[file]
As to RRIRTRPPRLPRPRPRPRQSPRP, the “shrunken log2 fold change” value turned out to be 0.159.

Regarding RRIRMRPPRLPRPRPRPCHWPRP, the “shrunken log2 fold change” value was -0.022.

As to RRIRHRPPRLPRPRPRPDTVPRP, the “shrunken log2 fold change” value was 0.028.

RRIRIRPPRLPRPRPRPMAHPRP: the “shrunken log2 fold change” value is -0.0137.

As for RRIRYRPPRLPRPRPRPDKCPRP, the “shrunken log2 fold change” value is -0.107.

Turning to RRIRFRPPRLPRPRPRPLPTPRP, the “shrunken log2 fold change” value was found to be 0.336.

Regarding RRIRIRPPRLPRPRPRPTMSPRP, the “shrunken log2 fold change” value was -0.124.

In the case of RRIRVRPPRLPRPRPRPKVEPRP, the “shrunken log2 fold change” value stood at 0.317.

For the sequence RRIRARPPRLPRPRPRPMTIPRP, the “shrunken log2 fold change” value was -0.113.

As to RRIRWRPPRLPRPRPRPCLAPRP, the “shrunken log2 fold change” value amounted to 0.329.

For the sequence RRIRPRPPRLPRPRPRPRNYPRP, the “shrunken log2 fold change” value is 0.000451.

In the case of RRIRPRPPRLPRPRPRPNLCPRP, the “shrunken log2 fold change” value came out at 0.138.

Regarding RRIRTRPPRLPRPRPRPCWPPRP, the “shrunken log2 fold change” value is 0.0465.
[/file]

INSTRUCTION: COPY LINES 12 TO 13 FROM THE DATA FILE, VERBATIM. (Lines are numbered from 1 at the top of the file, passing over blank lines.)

In the case of RRIRPRPPRLPRPRPRPNLCPRP, the “shrunken log2 fold change” value came out at 0.138.

Regarding RRIRTRPPRLPRPRPRPCWPPRP, the “shrunken log2 fold change” value is 0.0465.